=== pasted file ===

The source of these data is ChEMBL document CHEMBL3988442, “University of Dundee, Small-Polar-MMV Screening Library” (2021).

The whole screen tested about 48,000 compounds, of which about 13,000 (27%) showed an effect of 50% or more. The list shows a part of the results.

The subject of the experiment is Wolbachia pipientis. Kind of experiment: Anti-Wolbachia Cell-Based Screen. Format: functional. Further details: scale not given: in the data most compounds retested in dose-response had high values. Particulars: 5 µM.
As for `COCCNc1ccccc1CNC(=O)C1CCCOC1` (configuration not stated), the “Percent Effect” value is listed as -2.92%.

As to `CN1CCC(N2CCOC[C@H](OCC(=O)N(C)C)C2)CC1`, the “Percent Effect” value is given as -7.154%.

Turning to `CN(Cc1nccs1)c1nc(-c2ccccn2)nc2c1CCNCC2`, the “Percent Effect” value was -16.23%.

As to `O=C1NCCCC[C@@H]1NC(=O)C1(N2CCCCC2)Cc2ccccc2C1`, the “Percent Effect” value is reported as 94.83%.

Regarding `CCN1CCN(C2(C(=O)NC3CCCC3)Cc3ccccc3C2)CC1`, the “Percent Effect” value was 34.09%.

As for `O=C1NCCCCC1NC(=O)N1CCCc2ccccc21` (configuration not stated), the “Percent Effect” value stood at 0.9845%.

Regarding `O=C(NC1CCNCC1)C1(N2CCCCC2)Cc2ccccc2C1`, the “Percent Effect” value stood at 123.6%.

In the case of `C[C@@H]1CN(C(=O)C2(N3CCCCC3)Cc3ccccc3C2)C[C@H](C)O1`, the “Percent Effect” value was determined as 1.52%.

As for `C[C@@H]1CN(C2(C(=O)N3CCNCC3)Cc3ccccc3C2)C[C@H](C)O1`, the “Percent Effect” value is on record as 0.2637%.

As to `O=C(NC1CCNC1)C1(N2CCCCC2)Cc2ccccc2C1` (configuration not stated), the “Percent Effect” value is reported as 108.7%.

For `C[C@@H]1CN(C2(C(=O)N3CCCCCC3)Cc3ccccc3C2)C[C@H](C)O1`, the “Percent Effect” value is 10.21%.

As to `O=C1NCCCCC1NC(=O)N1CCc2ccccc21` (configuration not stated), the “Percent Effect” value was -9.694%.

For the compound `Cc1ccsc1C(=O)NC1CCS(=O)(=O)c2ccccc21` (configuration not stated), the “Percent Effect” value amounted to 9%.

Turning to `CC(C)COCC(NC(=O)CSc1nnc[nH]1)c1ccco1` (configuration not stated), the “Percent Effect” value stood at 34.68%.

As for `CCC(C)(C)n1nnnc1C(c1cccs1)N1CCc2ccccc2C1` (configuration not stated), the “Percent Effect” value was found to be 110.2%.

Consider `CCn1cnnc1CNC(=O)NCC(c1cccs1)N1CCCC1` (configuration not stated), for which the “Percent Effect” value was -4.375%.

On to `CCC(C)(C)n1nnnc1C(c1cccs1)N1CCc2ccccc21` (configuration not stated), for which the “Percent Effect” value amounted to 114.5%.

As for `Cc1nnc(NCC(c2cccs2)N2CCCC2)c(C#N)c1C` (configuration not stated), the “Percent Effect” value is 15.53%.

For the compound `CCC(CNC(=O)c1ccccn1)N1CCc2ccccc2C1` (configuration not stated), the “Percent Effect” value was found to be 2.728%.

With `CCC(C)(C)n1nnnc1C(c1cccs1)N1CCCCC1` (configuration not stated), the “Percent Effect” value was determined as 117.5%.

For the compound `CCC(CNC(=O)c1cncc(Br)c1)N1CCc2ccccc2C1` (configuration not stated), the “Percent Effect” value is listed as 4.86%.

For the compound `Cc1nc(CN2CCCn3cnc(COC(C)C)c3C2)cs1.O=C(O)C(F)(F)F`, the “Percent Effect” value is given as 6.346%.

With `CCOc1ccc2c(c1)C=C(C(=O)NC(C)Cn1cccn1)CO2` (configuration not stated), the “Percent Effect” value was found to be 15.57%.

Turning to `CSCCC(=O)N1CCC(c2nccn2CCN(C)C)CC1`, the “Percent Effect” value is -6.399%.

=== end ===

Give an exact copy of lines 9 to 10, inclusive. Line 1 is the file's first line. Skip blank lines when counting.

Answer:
As for `O=C1NCCCCC1NC(=O)N1CCCc2ccccc21` (configuration not stated), the “Percent Effect” value stood at 0.9845%.

Regarding `O=C(NC1CCNCC1)C1(N2CCCCC2)Cc2ccccc2C1`, the “Percent Effect” value stood at 123.6%.